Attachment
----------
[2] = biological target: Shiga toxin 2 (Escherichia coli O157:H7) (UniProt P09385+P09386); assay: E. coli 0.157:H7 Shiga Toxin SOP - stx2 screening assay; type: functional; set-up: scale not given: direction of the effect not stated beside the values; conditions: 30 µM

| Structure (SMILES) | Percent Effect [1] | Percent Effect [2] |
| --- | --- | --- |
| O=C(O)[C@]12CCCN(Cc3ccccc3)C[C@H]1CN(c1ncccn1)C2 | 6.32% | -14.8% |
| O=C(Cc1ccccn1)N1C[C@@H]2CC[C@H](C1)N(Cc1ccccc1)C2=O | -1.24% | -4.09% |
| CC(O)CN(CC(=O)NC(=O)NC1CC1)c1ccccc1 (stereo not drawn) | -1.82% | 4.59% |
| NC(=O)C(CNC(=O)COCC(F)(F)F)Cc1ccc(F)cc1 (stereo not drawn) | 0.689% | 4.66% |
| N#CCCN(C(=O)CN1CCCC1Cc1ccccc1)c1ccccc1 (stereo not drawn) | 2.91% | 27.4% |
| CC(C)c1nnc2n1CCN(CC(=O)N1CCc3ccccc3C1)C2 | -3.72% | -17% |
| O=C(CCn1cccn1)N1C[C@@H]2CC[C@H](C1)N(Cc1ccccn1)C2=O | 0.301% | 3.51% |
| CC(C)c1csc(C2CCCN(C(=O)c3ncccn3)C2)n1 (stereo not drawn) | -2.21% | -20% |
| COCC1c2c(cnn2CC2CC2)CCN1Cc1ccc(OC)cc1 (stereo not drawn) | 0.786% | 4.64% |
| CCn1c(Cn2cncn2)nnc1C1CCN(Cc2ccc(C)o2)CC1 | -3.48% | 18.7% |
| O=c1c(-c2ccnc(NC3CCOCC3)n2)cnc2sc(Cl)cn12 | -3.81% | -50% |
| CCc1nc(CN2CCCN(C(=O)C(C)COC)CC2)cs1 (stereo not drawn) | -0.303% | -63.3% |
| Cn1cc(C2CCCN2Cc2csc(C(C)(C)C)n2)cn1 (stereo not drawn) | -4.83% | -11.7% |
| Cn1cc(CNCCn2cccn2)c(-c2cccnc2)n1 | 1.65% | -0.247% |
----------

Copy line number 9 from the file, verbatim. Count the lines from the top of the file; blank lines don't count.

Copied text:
| CC(C)c1nnc2n1CCN(CC(=O)N1CCc3ccccc3C1)C2 | -3.72% | -17% |